B.C.'s carbon tax has worked to cut down the fossil fuels use of British Columbians to the lowest in Canada with little economic damage to show for it, according to a new report.
The study, entitled British Columbia's Carbon Tax Shift, weighed the B.C. carbon tax's impact on provincial fuel use against the performance of the provincial economy. And the results give the first clear evidence that the tax has helped reduce emissions while producing tangible economic benefits, said economist and Sustainable Prosperity senior director Alex Wood.
As a result of the carbon tax, he said, “you're starting to see in B.C. a separation between economic growth and fossil fuel use.” That “decoupling,” he added, would lead to a more “resilient” economy insulated from oil price shocks.
The report, put out by Ottawa-based think-tank Sustainable Prosperity, found that provincial per capita sales of petroleum products -- like propane and gas -- dropped nearly 15 per cent in B.C. over the last four years since the carbon tax started, while fuel sales across the rest of Canada edged up just over one per cent.
That decrease has allowed B.C. to slip into first place for least per capita fuel sales, just ahead of Ontario, at a time when B.C.'s population has continued to expand and its economic growth has outpaced much of the rest of the country, said Wood.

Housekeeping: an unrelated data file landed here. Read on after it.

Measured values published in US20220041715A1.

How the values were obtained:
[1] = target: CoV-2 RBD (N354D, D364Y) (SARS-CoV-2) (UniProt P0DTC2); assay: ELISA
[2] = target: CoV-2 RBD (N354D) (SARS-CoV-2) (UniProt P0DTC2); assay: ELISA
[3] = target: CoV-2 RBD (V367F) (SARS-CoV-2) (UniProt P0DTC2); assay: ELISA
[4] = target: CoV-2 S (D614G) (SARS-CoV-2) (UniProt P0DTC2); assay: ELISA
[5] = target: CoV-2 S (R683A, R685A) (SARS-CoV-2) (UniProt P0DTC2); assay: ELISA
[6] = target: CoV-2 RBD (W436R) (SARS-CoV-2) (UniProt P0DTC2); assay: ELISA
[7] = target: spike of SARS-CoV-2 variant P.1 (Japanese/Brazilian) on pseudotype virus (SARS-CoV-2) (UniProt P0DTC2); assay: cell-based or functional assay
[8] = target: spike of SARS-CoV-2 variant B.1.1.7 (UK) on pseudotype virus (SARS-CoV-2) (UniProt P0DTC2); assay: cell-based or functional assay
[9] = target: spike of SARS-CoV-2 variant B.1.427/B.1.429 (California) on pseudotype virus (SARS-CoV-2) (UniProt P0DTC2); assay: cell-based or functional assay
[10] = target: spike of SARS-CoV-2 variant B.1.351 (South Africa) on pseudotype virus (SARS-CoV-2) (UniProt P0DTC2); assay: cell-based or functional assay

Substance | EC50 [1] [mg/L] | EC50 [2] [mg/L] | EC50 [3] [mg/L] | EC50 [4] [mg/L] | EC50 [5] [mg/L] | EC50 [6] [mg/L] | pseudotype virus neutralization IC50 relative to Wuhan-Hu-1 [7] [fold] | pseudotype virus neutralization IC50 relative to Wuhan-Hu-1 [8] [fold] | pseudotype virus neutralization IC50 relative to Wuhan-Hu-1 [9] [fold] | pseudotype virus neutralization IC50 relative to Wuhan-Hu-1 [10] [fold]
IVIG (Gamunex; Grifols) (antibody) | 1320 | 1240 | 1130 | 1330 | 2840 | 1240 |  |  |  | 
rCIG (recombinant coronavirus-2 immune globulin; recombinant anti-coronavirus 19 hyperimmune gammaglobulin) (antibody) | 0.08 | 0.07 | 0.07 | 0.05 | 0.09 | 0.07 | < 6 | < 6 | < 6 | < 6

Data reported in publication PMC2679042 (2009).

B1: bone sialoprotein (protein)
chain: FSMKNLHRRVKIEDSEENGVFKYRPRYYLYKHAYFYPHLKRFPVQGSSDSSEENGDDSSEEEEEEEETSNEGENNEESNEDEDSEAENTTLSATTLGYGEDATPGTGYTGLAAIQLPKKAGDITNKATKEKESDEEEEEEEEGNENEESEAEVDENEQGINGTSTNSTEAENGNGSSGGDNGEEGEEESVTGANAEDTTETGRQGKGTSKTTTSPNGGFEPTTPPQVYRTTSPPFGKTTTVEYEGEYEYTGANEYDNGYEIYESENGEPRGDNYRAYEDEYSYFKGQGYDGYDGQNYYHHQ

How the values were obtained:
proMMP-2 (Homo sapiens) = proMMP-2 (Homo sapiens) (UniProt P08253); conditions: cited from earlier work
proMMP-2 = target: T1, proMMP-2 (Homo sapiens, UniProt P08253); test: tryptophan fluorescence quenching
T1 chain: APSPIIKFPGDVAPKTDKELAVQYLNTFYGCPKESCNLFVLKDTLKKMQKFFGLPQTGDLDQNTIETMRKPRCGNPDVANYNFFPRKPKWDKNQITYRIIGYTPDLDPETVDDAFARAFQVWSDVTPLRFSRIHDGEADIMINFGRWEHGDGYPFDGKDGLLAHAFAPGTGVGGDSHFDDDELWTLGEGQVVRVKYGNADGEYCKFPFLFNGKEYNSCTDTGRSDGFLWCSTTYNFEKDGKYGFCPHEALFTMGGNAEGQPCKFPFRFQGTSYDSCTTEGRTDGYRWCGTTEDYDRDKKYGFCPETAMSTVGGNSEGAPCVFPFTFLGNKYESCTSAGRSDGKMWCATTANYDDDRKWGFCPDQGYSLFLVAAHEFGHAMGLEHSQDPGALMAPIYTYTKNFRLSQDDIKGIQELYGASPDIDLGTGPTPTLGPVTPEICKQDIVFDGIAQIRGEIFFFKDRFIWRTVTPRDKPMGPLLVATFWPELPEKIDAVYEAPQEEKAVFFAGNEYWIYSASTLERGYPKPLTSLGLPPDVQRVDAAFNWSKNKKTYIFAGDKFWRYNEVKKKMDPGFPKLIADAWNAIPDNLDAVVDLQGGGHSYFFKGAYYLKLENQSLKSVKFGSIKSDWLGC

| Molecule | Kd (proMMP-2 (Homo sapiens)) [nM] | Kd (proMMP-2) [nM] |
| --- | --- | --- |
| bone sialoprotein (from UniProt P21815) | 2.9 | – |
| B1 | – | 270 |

“The B.C. model is simple, it's elegant; it's a lot of different things,” said Wood. “You reduce taxes on income, on corporate income, and you promise to be revenue neutral and you make sure that happens.”
A 2011 Environics poll found 59 per cent of British Columbians support the provincial carbon tax, up markedly from 2008, when a near-equal number of British Columbians opposed the tax's implementation.
In the last two years, the carbon tax has remained a source of sustained controversy.
Provincial plans to increase the tax by $5 a ton a year were halted in February 2011, when the Liberal government announced it would cap the tax at $30 a tonne, leading to outcry amongst environmental groups.
Federal Foreign Affairs Minister John Baird earlier told Parliament that a carbon tax would “kill and hurt Canadian families.”
Wood says the Sustainable Prosperity report demonstrates such dire predictions haven't materialized, and that the B.C. policy could be easily exported. “There is no structural reason that any of the provinces couldn't do the same thing,” he said, adding “It's a matter of political will.”
Adam Pez is completing a practicum at The Tyee.